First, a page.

AbstractIn recent years, and particularly in the aftermath of the 2008 financial crisis, European states have found it increasingly difficult to maintain breadth and scale in the military capabilities available to their armed forces. Cooperative initiatives such as the pooling, sharing and specialisation of roles and capabilities provide a way for states to retain access to military capabilities while funding them more efficiently. Yet while efficiencies can be considerable, such forms of cooperation also entail a degree of mutual dependence and a curtailment of autonomy. Mutual dependence can lead to the risk of entrapment by a partner into detrimental circumstances otherwise avoided, or even abandonment leading to an inability to act. Recent initiatives demonstrate, however, that European states are prepared to countenance mutual dependencies with each other, from industrial design and production through to frontline operations. How, then, do these states realise greater efficiencies through mutual dependence while creating sufficient confidence to mitigate the apparent risks of entrapment and abandonment?
To provide a generalised answer to this question requires a theoretical perspective. Yet the specialisation and sharing of military capabilities in pursuit of greater efficiency does not fit comfortably with extant international relations theories, particularly the tradition of realism, which emphasises state sovereignty in an anarchic international system. Neorealism, the dominant school of realist thought, assumes that such conditions rule out specialisation in security matters, and push states towards self-help instead. Defence cooperation ought thus to be concerned with the effective aggregation of forces rather than mutualisation for efficiency. This thesis claims, however, that mutualisation of military capability in pursuit of greater efficiency deserves recognition as a distinct phenomenon in international relations. It is argued that by expanding the purview of neorealism to include more localised 'process' or 'relationship' variables other than system structure alone, it is possible to construct a model that can explain variance in the occurrence and form of military capability mutualisation.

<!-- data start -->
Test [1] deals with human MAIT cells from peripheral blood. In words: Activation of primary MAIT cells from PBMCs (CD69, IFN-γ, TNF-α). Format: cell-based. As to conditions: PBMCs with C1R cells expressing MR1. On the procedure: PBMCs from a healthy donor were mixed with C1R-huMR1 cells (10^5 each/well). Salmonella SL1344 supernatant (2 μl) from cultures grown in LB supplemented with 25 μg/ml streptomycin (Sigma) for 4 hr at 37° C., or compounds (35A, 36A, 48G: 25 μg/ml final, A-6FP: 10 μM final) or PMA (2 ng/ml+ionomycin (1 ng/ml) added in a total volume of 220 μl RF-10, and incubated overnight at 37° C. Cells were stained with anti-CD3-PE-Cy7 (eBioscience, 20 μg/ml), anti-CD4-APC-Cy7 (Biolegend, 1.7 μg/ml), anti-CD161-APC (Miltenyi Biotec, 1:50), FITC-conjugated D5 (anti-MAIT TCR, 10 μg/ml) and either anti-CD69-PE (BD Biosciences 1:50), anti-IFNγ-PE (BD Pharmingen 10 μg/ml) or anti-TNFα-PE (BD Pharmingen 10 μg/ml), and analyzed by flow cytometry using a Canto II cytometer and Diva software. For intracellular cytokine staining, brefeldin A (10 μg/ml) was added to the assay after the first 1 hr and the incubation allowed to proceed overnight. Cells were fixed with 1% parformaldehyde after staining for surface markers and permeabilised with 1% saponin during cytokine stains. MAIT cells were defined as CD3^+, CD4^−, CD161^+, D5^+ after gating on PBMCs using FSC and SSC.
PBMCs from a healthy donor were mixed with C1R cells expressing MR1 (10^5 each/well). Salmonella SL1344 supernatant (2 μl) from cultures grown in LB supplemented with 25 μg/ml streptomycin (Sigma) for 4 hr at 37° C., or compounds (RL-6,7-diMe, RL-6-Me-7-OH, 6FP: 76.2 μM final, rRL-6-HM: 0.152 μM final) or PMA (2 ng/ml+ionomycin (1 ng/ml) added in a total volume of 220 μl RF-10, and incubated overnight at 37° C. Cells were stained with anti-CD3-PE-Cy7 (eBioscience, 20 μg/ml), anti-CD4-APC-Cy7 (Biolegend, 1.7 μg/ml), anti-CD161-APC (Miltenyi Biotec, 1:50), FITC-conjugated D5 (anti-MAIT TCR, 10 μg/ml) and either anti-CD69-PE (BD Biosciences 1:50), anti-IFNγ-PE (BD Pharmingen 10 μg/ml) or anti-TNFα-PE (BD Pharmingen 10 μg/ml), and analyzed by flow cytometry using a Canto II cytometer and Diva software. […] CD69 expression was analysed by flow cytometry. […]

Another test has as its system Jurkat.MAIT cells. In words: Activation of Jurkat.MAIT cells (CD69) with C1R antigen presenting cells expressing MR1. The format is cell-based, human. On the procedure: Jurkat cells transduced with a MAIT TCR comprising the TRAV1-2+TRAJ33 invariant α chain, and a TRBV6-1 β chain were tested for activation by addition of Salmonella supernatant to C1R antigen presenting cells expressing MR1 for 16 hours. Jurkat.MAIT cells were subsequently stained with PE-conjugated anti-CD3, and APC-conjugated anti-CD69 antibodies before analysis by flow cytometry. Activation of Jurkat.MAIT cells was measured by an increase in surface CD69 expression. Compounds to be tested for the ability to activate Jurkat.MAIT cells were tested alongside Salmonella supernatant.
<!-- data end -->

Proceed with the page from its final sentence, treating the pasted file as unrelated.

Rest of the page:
The theoretical model posits that military capability mutualisation occurs at various temporal and functional distances from the frontline of operations and, where concrete interests are highly aligned, even on the frontline itself. Hypotheses from the model are thus tested against several capability mutualisation initiatives under three contemporary bilateral frameworks: the Franco-British ‘Lancaster House’ Treaties of 2010, the BENELUX Declaration of 2012 and the German-Netherlands Declaration of 2013. It is shown that while the systemic factors at the heart of neorealist theory remain formidable barriers to capability mutualisation, in certain configurations they can in fact encourage its occurrence and help to underpin mutual confidence in the reliability of a partner and the minimisation of risks of entrapment and abandonment. The theory thus offers both a partial explanation for the phenomenon of capability mutualisation in contemporary Europe as well as a framework for further investigation and guidance as to the prospects of similar initiatives elsewhere.
|Date of Award||1 Jun 2018|
|Supervisor||Christoph Meyer (Supervisor) & Alex Callinicos (Supervisor)|